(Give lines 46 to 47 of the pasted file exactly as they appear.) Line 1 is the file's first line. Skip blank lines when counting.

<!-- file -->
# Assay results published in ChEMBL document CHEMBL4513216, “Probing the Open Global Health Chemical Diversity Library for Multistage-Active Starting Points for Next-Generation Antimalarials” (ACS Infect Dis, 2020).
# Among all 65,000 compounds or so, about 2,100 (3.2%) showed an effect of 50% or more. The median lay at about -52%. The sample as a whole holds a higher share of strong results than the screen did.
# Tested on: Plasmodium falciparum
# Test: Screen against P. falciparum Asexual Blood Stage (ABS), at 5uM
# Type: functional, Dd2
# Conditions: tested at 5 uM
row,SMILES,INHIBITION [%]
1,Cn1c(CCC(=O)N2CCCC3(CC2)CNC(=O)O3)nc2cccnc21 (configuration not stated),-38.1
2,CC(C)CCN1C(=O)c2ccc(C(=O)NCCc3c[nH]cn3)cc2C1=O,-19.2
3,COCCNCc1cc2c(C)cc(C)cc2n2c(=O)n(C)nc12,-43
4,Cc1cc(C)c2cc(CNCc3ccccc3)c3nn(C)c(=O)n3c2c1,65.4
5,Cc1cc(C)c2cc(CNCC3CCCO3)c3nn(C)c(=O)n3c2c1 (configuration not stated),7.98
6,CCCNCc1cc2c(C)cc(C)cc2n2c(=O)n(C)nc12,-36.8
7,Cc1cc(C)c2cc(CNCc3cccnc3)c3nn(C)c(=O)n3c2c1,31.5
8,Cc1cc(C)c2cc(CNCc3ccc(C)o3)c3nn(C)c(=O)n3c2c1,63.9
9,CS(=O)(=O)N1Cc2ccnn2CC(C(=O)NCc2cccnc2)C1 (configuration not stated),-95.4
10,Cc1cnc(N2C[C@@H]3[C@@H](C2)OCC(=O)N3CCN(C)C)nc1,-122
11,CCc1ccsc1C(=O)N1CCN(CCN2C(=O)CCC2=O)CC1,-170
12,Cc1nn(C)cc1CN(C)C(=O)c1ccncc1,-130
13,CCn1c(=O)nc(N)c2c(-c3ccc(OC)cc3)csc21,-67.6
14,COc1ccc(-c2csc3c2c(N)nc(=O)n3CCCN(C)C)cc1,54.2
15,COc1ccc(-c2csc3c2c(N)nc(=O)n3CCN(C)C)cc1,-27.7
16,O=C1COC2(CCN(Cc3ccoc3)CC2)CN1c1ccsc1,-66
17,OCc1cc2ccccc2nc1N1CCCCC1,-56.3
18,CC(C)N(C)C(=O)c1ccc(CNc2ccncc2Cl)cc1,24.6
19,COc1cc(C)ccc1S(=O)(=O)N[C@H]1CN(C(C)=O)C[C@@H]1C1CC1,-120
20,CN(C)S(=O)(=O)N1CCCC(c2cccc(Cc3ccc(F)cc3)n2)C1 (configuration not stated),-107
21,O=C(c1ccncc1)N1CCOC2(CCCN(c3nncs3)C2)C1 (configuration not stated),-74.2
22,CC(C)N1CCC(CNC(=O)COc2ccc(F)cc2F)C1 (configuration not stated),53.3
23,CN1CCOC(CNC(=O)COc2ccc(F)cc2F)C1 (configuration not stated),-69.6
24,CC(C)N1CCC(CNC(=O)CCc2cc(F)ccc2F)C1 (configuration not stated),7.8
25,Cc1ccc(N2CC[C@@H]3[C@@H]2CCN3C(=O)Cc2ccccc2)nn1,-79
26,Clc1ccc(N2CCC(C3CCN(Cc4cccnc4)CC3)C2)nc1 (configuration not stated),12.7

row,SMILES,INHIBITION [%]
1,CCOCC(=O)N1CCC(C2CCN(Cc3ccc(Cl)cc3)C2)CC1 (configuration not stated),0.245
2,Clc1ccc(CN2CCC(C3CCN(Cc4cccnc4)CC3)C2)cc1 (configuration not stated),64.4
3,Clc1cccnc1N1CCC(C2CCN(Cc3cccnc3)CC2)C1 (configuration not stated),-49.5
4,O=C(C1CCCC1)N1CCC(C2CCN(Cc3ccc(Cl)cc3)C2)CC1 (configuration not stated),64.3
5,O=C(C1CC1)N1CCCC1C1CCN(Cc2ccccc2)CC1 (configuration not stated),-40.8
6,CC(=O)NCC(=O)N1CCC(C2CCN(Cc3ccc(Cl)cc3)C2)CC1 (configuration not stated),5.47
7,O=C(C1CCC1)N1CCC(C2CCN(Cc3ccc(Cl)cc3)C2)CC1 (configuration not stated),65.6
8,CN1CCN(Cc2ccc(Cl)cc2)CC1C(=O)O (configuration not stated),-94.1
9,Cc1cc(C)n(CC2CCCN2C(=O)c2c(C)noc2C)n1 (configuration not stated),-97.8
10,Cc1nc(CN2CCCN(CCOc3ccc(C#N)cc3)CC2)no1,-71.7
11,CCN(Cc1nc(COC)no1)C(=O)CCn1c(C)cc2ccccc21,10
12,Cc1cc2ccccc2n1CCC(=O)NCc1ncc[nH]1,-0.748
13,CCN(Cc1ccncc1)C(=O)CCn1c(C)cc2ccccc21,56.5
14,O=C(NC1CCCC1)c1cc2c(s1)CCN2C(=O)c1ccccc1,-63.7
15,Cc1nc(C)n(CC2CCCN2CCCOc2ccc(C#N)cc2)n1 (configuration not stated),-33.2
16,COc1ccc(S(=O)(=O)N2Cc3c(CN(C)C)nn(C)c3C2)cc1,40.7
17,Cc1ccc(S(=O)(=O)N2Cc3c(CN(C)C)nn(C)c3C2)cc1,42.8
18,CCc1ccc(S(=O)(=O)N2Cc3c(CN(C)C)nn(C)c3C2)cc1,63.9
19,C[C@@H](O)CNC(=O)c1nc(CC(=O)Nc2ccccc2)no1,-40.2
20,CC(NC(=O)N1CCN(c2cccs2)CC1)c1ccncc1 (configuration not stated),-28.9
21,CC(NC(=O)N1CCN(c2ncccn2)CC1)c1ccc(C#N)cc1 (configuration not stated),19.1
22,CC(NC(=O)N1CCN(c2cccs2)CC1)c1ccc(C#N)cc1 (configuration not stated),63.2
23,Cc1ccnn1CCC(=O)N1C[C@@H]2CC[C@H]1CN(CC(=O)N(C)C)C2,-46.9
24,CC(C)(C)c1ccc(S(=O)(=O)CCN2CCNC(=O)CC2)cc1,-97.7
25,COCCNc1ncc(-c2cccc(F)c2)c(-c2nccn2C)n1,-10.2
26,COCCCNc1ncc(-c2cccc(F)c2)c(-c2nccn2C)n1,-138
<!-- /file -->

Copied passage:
12,Cc1cc2ccccc2n1CCC(=O)NCc1ncc[nH]1,-0.748
13,CCN(Cc1ccncc1)C(=O)CCn1c(C)cc2ccccc21,56.5